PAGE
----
Former Dream of My Own Literary Magazine

I used to dream of running my own literary publication.  I'd spend hours thinking up names, whittling the focus, and pondering fonts.  Money (and a few other things) prevented it from ever being anything more than a fantasy.  Eventually, I let it go.

But, though it's gone, the memory remains.
Potential names:

Creature Comforts
(My county's name) Literary Review

Types of work accepted:

Poetry (of course) with visual art and a smattering of flash prose in all genres.  Each piece will leave the reader with some type of hope or light, regardless of the subject/genre.


The "magazine" would have a website, but people would receive an actual object.  Each issue would be individual cards in a small box with artwork on one side of each card and text on the other.  Or a series of postcards sent out at various times.

My favorite idea was a small booklet with perforated, thick pages one could tear out and use as bookmarks like these.  Something beautiful that was also practical.  The website wouldn't hinder sales of the publication even if it had entire issues on display.


Whimsical without childishness.  It's difficult to pin down because individual works act as their own experience, but there would be a touch of sweetness and magic.  The font would be something readable but also better for people with dyslexia and I'd research braille as an addition.

Most literary magazines are stuffy because they try to present themselves as "serious literature".  They become homogenized in look and tone.  I didn't want that.
I don't dream much anymore but, though I still have a couple goals I fight towards, I get a bit wistful remembering what I used to let myself think of having/doing.  At least it was a lovely diversion.


  1. That sounds lovely! I like Poempire myself, as a title. From my limited experience with magazines though, I know they take HUGE amounts of work and time, so you might be right to let this one remain a fantasy.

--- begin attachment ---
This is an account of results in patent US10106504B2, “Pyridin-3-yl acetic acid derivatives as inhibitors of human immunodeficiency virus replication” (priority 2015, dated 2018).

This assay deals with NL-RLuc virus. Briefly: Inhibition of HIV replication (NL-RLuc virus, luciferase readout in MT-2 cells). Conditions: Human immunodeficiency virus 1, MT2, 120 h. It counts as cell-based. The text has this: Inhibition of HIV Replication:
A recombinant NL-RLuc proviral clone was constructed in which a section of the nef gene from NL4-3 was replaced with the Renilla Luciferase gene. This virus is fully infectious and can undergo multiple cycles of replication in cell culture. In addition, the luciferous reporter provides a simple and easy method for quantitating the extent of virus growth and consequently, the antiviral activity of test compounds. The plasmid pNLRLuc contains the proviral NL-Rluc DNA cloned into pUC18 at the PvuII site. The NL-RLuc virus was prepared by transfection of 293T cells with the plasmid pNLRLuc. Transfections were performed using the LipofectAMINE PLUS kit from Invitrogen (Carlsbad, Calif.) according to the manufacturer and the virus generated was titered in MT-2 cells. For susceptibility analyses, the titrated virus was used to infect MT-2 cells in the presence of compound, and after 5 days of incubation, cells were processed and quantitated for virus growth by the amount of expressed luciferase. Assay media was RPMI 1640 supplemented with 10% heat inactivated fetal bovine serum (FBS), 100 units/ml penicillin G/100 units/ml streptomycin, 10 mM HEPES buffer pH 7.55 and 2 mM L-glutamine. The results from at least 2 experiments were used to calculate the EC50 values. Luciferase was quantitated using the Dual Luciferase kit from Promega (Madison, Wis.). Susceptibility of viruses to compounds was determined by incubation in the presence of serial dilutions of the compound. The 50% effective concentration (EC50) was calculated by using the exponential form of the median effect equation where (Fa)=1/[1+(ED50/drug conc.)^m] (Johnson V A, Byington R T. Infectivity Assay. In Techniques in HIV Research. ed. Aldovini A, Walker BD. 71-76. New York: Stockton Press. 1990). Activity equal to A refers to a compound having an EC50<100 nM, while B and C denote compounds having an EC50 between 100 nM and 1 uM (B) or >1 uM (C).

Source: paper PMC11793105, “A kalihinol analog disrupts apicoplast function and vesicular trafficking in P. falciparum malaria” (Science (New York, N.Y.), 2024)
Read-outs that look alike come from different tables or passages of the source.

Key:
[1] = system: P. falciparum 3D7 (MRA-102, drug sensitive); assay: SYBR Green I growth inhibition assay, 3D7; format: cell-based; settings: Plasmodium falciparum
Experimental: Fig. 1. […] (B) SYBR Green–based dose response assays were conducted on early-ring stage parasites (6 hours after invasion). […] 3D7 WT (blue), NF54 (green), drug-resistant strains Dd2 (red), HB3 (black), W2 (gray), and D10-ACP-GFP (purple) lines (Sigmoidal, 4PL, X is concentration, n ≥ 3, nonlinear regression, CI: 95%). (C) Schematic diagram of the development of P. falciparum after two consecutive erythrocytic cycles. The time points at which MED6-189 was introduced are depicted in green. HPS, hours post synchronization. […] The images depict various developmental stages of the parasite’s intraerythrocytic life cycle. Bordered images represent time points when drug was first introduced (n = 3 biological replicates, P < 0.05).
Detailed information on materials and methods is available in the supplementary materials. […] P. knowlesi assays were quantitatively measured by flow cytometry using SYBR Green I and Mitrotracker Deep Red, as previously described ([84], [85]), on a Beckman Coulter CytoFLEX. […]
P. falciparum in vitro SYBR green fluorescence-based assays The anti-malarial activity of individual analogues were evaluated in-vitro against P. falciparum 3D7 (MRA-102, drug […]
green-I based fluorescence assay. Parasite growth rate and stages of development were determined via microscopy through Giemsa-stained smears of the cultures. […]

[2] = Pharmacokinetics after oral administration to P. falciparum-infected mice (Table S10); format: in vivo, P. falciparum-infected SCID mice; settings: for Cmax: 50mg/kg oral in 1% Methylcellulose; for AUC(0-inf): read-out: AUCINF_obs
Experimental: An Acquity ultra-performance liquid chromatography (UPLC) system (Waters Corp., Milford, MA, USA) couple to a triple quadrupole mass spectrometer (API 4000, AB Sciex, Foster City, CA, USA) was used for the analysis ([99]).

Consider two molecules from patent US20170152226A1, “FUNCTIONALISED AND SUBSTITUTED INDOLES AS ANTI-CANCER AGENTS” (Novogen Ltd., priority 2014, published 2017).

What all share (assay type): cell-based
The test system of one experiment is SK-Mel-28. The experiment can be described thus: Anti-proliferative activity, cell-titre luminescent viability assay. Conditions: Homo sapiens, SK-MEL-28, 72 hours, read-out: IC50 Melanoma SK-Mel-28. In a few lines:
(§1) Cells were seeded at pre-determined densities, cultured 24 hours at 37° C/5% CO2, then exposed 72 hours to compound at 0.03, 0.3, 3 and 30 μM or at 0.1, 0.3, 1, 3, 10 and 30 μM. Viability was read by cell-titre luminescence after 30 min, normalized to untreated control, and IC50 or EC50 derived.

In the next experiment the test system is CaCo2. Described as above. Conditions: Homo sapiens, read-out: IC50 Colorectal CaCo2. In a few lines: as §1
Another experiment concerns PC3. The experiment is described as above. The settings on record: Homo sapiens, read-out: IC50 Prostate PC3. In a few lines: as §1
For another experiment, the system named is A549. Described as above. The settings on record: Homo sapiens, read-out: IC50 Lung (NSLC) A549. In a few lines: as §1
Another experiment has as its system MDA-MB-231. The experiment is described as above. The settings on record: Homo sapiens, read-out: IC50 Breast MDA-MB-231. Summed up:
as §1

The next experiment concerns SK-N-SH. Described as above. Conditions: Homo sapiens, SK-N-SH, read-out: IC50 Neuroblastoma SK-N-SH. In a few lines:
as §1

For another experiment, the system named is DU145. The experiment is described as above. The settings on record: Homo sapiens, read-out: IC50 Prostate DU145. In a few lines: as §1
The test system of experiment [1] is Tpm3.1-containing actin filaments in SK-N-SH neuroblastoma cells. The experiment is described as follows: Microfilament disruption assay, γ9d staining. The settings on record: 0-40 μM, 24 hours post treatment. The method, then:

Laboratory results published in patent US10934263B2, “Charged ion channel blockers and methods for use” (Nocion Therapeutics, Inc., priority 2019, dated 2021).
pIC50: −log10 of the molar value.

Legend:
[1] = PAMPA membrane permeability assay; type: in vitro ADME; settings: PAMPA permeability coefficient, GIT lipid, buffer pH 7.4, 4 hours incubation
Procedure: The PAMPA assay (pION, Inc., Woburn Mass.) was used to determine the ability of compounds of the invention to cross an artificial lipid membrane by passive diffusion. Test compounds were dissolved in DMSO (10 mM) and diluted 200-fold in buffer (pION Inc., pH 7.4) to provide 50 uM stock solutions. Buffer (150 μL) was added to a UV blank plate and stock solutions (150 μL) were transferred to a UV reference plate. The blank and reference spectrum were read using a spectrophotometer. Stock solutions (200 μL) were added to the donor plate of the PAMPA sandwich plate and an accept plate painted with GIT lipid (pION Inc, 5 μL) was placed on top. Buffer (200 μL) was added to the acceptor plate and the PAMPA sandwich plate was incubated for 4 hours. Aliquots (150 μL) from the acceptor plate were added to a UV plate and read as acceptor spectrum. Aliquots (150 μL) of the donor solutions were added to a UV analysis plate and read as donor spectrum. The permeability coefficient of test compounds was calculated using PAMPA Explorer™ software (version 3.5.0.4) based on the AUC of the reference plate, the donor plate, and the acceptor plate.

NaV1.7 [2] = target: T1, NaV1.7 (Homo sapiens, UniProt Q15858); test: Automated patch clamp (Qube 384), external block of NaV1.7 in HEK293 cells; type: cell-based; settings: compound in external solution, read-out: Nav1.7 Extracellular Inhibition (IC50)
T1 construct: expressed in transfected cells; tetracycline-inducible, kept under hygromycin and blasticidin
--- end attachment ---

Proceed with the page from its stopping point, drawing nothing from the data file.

1. I think so, too.
      I'm giving most of my extra energy to The Handy, Uncapped Pen. I'm thinking about adding online writing retreats for my disabled/neurodivergent people next year, but that might be way past my capabilities... and funds.

      Have you had a writing-related dream you gave up?

    2. Definitely. The biggest one was the idea that I could make a living as a writer right away. I had hoped, with the publication of my first novel, to drop to teaching part time and eventually be able to give it up. But the cash flow just isn't there. So, I'll probably teach until I retire AND THEN finally get to be a full time writer.

    3. How many years until retirement? Keeping another job while being a writer does have its positives. How many books do you have out now? From what I can tell, you're doing well. :)
      I think most of us hope to do this full-time at some point. Technically, I do. But, only because of the "can't work" part.

      Do you see ways in which your job feeds your writing?

    4. I'm not sure about my retirement at this point. I've taught for 22 years, but it's in 4 different states, which complicates things. Supposedly, you can retire after 30 years, but I only have 12 in my current system and I'm not working for 18 more years! Figuring all that out is on my long term to do list.

      I've got 4 books out of my own, and have work included in 7 anthologies with other authors, so I am making a go of it, just more slowly than I want :-)

      I can't say that teaching feeds my writing much, other than that it keeps me contact with a variety of young people and is a great fishbowl to study humanity in. But in terms of energy, it's a hard combination.